Why Is It So Easy to Look Away When the Story Is about Women and Girls?
As is now widely known, more than 300 young women were kidnapped from their school dormitory in northern Nigeria last month, and 276 of them are still missing.
That’s more than the number of passengers and crew members on the missing Malaysian Airlines plane, a mystery that continues to generate daily news coverage that does little to shed new light on the matter.
And that’s more than the number of celebrity suits and gowns displayed in any of the dozens of slide shows and critiques published last week following the Met Gala.
Why did it take so long for the story of these schoolgirls to inch into the global spotlight?
Two reasons: it’s a story about women, and the story takes place in Africa.
The real headline here is that the abduction of these Nigerian girls isn’t an isolated incident—it is just the latest example of the systematic violence and discrimination women and girls face worldwide: one in three women experiences gender-based violence.
Of course, we’re not really surprised by anemic coverage that leaves out the broader context. Even in the United States, we know that male voices and reporters dominate coverage of what we consider to be women’s issues. And that to the extent that matters concerning women and girls make the news, women of color tend to get left behind.
Moreover, the clique of influencers whose attention must be captured to earn coverage keeps shrinking. Just six corporations control the vast majority of media coverage. This consolidation explains some of the herd mentality we see in which stories receive international attention, and which get overlooked.
Perhaps even more telling, only a handful of major news outlets maintain foreign bureaus, often consisting of a single reporter, which in Africa can mean one person charged with covering the entire continent. That means one person to cover all topics related to the lives of more than a billion people in more than 50 countries. It’s no surprise, then, that foreign correspondents deliver cursory analysis and tend to focus on war, famine, extreme poverty, and the occasional election (supplemented, of course by celebrity visits and adoptions).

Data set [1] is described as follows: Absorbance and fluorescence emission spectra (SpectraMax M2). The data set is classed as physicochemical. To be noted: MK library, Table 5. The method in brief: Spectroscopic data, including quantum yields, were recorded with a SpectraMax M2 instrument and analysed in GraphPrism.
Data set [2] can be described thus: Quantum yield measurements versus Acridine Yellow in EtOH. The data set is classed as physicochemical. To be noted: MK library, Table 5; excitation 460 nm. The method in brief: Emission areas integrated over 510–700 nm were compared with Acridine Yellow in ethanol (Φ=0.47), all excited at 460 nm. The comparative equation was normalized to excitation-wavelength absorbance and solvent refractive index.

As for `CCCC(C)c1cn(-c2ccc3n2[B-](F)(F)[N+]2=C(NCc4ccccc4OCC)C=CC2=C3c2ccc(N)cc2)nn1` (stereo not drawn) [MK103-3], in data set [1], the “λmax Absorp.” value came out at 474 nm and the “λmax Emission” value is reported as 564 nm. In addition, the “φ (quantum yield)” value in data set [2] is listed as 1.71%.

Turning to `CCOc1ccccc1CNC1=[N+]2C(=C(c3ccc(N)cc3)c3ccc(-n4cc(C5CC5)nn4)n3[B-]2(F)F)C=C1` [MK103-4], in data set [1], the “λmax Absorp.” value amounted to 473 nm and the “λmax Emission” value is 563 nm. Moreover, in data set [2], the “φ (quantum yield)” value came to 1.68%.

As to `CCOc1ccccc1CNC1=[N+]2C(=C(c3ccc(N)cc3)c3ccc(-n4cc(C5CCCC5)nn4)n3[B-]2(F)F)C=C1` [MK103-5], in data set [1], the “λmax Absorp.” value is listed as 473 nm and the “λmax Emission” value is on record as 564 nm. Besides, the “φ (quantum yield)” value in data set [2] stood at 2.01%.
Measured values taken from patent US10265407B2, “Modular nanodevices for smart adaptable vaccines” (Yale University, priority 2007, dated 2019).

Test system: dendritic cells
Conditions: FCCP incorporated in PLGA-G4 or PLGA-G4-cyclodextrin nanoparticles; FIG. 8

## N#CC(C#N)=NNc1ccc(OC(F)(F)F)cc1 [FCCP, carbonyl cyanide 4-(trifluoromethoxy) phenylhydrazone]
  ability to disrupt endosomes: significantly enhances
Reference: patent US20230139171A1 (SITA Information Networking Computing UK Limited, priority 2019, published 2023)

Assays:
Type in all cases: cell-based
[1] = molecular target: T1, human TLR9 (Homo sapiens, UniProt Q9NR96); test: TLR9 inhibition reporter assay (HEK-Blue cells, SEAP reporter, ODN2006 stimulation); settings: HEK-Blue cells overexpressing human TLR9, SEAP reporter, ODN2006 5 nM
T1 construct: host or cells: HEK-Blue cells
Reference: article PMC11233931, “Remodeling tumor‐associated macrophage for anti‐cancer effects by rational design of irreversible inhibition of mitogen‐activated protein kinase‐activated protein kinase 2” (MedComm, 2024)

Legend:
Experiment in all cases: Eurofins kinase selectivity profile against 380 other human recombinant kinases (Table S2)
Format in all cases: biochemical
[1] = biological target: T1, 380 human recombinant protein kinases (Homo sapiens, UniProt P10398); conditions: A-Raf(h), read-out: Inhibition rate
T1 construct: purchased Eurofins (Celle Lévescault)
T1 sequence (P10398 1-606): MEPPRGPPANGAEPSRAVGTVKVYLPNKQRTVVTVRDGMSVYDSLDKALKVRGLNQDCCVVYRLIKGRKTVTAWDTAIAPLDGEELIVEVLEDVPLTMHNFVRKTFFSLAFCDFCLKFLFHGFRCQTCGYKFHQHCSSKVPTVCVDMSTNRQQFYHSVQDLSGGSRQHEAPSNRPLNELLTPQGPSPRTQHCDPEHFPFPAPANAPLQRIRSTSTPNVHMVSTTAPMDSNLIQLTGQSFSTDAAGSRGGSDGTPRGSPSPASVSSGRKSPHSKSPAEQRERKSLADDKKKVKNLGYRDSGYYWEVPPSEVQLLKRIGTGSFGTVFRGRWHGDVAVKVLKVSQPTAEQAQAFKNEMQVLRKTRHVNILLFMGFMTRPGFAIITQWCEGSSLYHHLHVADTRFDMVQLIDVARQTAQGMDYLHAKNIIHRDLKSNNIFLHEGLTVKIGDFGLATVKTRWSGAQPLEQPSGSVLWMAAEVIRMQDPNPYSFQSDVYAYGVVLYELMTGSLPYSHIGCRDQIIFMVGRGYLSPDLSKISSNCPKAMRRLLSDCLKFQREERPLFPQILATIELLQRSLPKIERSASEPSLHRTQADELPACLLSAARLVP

We need to do better. In the case of the missing schoolgirls in Nigeria, here’s what better might look like:
First and foremost, we need more coverage. The recent increase in pieces is a good start, but not enough. Nearly a month into this kidnapping crisis, far too many people don’t even know that it happened.
Second, within that coverage, the media should elevate Nigerian voices—on the security crisis and on the broader crisis of gender-based violence. Some of these voices should be female. Those voices should not be hard to find, even with the dearth of reporters and resources. Chimamanda Ngozi Adichie, for example, the award-winning novelist and advocate, penned this passionate piece for The Scoop outlining her frustration and the response she would like to see from Nigeria’s President Goodluck Jonathan. She writes:
I do not want a president who, weeks after girls are abducted from a school and days after brave Nigerians have taken to the streets to protest the abductions, merely announces a fact-finding committee to find the girls.
Finally, we need rich analysis that looks beyond individual incidents to help identify trends and growing epidemics, and that links anecdotes to evidence. We keep calling these young women schoolgirls without focusing in on the fact that they aren’t babies—they are adolescent girls, 12-15 years old.
That means old enough to get pregnant. And in northern Nigeria, where rates of maternal mortality and unsafe abortion are high, pregnancy can mean a death sentence for a young woman.
The unexamined story here is: What happens when you rip a young woman out of school in northern Nigeria? As a nation, Nigeria has made some progress in lowering rates of early marriage and adolescent pregnancy. But that progress has been slow to reach the north, and girls who drop out of school are most likely to become mothers when they are still children themselves. In the northeast and northwest, 80-89 percent of young women aged 20-24 married in their teen years.
In northern Nigeria in particular, HIV is also a concern. If these kidnapped young women are raped, who will ensure that they have access to the health care they need? This is a question the media should be asking. And they should be seeking answers from Nigerian experts in health, policy and gender equity.
There is no shortage of sources. Nigeria is the most populous nation in Africa with a long and proud history of academics and advocates poised to challenge the status quo and to provide context and analysis. So far, media and blogs have done a better job than mainstream news outlets in seeking out and citing these experts. Beyond Nigeria, violence against women and girls deserves more airtime and column inches. For the sake of the young women still missing, and the generation of young women they represent, we can and must do better.